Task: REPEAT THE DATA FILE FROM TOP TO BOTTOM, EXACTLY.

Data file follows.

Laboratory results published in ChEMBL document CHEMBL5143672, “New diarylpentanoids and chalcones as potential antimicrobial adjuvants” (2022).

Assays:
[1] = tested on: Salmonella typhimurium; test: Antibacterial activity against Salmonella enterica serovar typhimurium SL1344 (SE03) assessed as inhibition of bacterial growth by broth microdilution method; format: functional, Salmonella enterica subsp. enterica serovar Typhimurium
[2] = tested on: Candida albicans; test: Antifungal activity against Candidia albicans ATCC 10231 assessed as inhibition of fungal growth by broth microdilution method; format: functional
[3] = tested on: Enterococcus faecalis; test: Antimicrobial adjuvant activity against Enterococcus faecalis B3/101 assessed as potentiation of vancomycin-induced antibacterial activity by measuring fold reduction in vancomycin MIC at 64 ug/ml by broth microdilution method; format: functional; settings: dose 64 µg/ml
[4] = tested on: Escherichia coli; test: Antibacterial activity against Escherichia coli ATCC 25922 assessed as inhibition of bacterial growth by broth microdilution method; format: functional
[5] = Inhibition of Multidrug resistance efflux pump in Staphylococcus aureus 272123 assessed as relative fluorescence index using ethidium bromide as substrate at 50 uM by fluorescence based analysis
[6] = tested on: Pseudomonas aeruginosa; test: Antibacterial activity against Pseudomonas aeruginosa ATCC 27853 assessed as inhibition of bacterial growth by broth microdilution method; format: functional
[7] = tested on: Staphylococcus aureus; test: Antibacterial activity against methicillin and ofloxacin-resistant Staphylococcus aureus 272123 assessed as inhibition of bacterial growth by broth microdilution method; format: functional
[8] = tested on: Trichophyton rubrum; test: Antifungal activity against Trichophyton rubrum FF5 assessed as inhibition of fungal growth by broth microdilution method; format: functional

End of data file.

Laboratory results published in ChEMBL document CHEMBL5143672, “New diarylpentanoids and chalcones as potential antimicrobial adjuvants” (2022).

Assays:
[1] = tested on: Salmonella typhimurium; test: Antibacterial activity against Salmonella enterica serovar typhimurium SL1344 (SE03) assessed as inhibition of bacterial growth by broth microdilution method; format: functional, Salmonella enterica subsp. enterica serovar Typhimurium
[2] = tested on: Candida albicans; test: Antifungal activity against Candidia albicans ATCC 10231 assessed as inhibition of fungal growth by broth microdilution method; format: functional
[3] = tested on: Enterococcus faecalis; test: Antimicrobial adjuvant activity against Enterococcus faecalis B3/101 assessed as potentiation of vancomycin-induced antibacterial activity by measuring fold reduction in vancomycin MIC at 64 ug/ml by broth microdilution method; format: functional; settings: dose 64 µg/ml
[4] = tested on: Escherichia coli; test: Antibacterial activity against Escherichia coli ATCC 25922 assessed as inhibition of bacterial growth by broth microdilution method; format: functional
[5] = Inhibition of Multidrug resistance efflux pump in Staphylococcus aureus 272123 assessed as relative fluorescence index using ethidium bromide as substrate at 50 uM by fluorescence based analysis
[6] = tested on: Pseudomonas aeruginosa; test: Antibacterial activity against Pseudomonas aeruginosa ATCC 27853 assessed as inhibition of bacterial growth by broth microdilution method; format: functional
[7] = tested on: Staphylococcus aureus; test: Antibacterial activity against methicillin and ofloxacin-resistant Staphylococcus aureus 272123 assessed as inhibition of bacterial growth by broth microdilution method; format: functional
[8] = tested on: Trichophyton rubrum; test: Antifungal activity against Trichophyton rubrum FF5 assessed as inhibition of fungal growth by broth microdilution method; format: functional